It would probably amaze the average listener (and independent artist, for that matter) how many “indies” are out there today. In just six months since our last indie list, we heard from hundreds of hopeful candidates wanting to be included in our popular semi-annual feature. (And certainly there are hundreds more we’ve never heard from.) Nevertheless, we’re up to the task of presenting tomorrow’s talent today through a process that’s become like our own personal version of “American Idol.” So, here are ten more independent artists you should know. (Be sure to check out their websites for examples of their work.)
Instrumental electronic popwww.ryanfarish.com
I still maintain that having your instrumental music used by The Weather Channel is akin to having it played on Top 40 mainstream radio. Bearing that in mind, with five of the fifteen tracks on
One glance at Stephanie Cuomo’s photo, and you might expect someone who sounds like Sheryl Crow or Chrissy Hynde (The Pretenders). Not that she can’t rock, but her voice is much less brash and her sound much more modern—like Plumb, Kendall Payne, Jaci Velasquez, Jewel, and Michelle Branch. After graduating from Liberty University, Cuomo began working for Frontline, a Gen-X ministry of McLean Bible Church in northern Virginia. Now she’s Frontline’s creative arts director, leading worship regularly for 2,000 adults. She’s also been performing on the side over the years, originally with a band called Urthgirl.
All the Way
David Paul Strom’s story is pretty typical—creating Christian pop/rock while performing in churches and coffeehouses throughout the southwestern U.S. since 2001. The quality of his music, however, is anything but typical. His new eight-song disc boasts an impressive pop/rock sound recalling The Wallflowers and John Mayer, the vocal similarities almost uncanny. Most of Strom’s songs are Psalm-like, offering praise to the Lord and pleading for his love. The stream-of-consciousness rocker “Your Spirit” has an especially cool progressive pop sound akin to some of the great underground Christian acts from the early ’90s, such as The Call and The Choir, without sounding dated. “Praise You Lord,” meanwhile, sounds like classic upbeat Rich Mullins with its melody, worshipful lyrics, and simple pop/rock instrumentation. The songs would be all the more impressive if they weren’t occasionally bogged down in praise clichés (“There is none like you,” “Jesus, Lord I live for you”), but Strom’s musical talents and passion for ministry shine through on this excellent disc.
This “independent artist” is really meant to call attention to an “independent label.” C3Worship is based out of Christian City Church (C3) Atlanta, a rapidly growing church born out of C3 Sydney. The Australian tie remains strong, particularly with worship director Steve Deal, who originally hails from Sydney. Deal writes all the songs and performs on every track, which helps explain why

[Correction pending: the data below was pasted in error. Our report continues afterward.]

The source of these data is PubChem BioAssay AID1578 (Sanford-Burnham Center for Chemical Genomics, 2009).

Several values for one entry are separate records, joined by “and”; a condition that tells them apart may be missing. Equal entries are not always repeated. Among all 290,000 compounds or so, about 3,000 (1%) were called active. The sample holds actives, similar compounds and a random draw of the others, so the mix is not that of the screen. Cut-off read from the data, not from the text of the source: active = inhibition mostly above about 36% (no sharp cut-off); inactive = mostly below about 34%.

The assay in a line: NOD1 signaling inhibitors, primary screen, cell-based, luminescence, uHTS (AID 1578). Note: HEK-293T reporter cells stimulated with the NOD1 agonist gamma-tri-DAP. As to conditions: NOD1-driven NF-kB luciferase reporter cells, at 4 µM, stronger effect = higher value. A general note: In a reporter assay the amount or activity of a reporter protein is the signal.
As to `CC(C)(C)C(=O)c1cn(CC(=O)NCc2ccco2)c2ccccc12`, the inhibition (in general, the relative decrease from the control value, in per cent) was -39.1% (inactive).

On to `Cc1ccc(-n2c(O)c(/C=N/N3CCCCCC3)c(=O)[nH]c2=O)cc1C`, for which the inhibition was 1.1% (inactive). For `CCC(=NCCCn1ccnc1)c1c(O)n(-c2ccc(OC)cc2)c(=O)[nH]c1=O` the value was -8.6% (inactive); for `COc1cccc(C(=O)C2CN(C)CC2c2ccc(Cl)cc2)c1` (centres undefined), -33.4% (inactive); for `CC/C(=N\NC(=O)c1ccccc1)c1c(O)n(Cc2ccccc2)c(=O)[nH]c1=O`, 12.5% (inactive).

Poor Man’s Riches
Poor Man’s Riches’ single “Motions” has received national Christian radio airplay, charting as high as No. 16 on the Radio & Records Christian rock chart. The five-member band formed in 1999 in their hometown of Lawrenceburg, Kentucky. After a few years of touring and building an audience, they were named the Gospel Music Association’s Nashville Spotlight band of 2003 and placed 2nd in GMA’s national talent search. The greatest criticism of Poor Man’s Riches is also their greatest strength. Stylistically, they’re just like Kutless, Jeremy Camp, Seventh Day Slumber, and Jonah33—but Poor Man’s Riches sounds as good as any of those artists who have enthusiastically jumped on the Creed post-grunge bandwagon. Their success will depend largely on the duration of the public’s fascination with that genre, but considering the success of Three Doors Down and Nickelback, there is indeed an audience for Poor Man’s Riches.
While studying poetry as an English major at University of Virginia, Julia Pirritano developed an appreciation for songwriting. She now lives in New York, working on a master’s degree in creative nonfiction writing at Sarah Lawrence College while teaching literature. It’s also where she met Dan Cho, a talented graduate from Boston’s Berklee College of Music. Together they make the unique pairing of Nonfiction, a folk-tinged pop duo featuring Pirritano’s lilting vocals and acoustic guitar over Cho’s production sense and skills as a cellist and keyboardist. Both contributing to the songwriting table, they strive to be equally poetic and honest in their words—hence their moniker. The songs are somewhat similar to each other, offering familiar Christian AC pop reminiscent of Jill Phillips, Ginny Owens, and Nichole Nordeman. Still, Nonfiction has a fresh approach to songwriting that is clearly faith-based without resorting to overused wording. Pirritano’s vocals are especially engaging and Cho has a keen sense of musicianship, all overlaying tasteful drum programming. This new duo has a lot of potential.